Surprising Lessons on Inheritance and Upbringing

Illustration by Kara Pyle.

A friend from college recently reached out and wanted to get together. “Can’t wait to finally meet your baby,” she said over text, lots of heart emojis in tow. I hadn’t seen my old roommate in years, so of course I couldn’t wait to catch up and introduce her to my 25-pound pride and joy, Elle.

But when my friend finally arrived at my home in Tustin, my 1-year-old took one look at the smiling visitor in the doorway … and screamed.

I assured my former classmate that she didn’t do anything wrong, that Elle was usually pretty nervous around new people. Still, I wasn’t surprised when our meetup was cut short, my toddler fussing and howling until the friend left early.

Unfortunately, this wasn’t the first time this had happened, and it wouldn’t be the last. The week before, my nervous toddler cried when a neighbor came in to drop off mail. She had a similar reaction when I took her to visit my kind, 80-year-old pseudo-grandmother. Every time Elle met a new person or saw a less familiar relative, she wailed and hid her face in my shoulder, inconsolable until we were alone again.

Usually, I tried to downplay her reactions, fumbling over some excuse as I whisked her to the privacy of a back bedroom. But each dramatic greeting pained me. I hated hearing my daughter’s panicked cries. Plus, I felt guilty when friends got that sad, what-did-I-do? look.

Our pediatrician shrugged off my complaints, saying “stranger danger” was common for children this age. But I worried. Elle’s reactions were bigger than those of other toddlers I’d known. I’d seen my niece and nephew act shy around new adults, hiding behind their mom’s leg, but they always warmed up within a few minutes. I started to worry if there was something more to Elle’s nerves.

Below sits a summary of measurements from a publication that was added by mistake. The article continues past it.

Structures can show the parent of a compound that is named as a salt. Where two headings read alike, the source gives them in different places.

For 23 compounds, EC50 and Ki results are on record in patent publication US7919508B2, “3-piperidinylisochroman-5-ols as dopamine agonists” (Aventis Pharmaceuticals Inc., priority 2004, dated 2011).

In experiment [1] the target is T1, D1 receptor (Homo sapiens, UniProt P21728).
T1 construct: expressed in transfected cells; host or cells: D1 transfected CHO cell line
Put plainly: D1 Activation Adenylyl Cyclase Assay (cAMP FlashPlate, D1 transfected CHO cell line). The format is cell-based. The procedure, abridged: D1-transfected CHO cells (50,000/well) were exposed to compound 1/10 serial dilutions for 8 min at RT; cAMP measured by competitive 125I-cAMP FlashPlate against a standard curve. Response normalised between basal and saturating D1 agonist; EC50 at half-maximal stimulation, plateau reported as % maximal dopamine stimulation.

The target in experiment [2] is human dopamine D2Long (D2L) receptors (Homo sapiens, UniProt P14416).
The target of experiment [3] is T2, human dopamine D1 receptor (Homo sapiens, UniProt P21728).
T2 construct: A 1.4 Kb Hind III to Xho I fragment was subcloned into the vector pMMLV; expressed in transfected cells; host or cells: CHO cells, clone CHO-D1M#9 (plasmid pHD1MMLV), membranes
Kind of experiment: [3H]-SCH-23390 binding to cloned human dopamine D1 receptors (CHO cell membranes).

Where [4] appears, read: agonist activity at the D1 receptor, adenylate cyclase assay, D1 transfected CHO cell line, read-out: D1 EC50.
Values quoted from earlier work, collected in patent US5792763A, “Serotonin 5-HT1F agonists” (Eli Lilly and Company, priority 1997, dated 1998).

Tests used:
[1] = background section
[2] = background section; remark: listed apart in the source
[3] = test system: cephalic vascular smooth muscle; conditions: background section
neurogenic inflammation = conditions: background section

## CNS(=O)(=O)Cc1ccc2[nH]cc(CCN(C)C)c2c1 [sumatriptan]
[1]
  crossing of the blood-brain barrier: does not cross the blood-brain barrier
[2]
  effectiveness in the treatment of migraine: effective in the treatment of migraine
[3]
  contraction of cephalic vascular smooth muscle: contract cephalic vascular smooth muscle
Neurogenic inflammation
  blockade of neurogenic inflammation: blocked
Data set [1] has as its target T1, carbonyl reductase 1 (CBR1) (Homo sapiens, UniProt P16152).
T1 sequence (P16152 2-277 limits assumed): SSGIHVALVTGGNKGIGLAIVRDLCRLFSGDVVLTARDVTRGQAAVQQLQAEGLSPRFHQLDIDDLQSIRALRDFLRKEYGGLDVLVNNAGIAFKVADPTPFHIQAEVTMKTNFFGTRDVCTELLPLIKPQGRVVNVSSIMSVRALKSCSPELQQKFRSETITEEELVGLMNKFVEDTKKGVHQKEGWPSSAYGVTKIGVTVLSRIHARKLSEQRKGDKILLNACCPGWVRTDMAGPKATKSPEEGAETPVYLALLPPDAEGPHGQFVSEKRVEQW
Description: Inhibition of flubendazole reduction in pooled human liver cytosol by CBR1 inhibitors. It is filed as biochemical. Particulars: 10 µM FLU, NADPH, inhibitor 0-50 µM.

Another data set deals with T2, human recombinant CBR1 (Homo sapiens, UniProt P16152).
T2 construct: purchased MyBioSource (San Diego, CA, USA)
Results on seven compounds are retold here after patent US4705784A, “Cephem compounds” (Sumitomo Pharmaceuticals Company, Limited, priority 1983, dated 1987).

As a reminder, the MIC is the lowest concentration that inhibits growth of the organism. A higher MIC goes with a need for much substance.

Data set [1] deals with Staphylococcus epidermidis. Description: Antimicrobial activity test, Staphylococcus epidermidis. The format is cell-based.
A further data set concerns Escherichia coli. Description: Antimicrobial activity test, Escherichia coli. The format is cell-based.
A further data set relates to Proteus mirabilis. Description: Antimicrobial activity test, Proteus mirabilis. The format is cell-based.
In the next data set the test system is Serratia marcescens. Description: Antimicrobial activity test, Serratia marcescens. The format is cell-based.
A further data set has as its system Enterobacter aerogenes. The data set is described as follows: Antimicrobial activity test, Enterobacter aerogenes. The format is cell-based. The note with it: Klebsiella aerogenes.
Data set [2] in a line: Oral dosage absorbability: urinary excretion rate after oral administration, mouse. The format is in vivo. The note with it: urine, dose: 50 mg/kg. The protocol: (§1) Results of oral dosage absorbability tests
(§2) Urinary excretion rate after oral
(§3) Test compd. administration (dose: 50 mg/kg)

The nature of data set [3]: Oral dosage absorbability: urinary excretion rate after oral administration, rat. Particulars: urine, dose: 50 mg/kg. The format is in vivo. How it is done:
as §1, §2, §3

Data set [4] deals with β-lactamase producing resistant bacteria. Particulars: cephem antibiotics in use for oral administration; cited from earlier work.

I’ve always had some social anxiety of my own. While others look forward to outings, I usually prefer staying in. People strike up conversations with strangers in line at the grocery store, while I often need to psych myself up just to talk to colleagues at work. The more Elle cried in social situations, the more I worried she had inherited my anxiety.

At first, I wanted to accommodate her nervousness since I knew how difficult social interactions were for me. I couldn’t imagine how it was for my tiny, wispy-haired baby. At the same time, I didn’t think it was wise to over-indulge her fears. For one thing: “Never see or talk to anyone” isn’t a sustainable family rule. Plus, I didn’t want Elle to miss out on fun, friends, and important developmental milestones.

I hoped the doctor was right, that this was just a phase she’d grow out of. In the meantime, I was tired of seeing Elle distraught. I stopped inviting friends over, skipped invitations to see family, and even avoided going to restaurants. Not surprisingly, Elle seemed relieved. Maybe I was, too.

But after a couple of weeks, I got an invitation to a friend’s birthday we couldn’t miss, so I RSVP’d and crossed my fingers that Elle wouldn’t mind a casual get-together.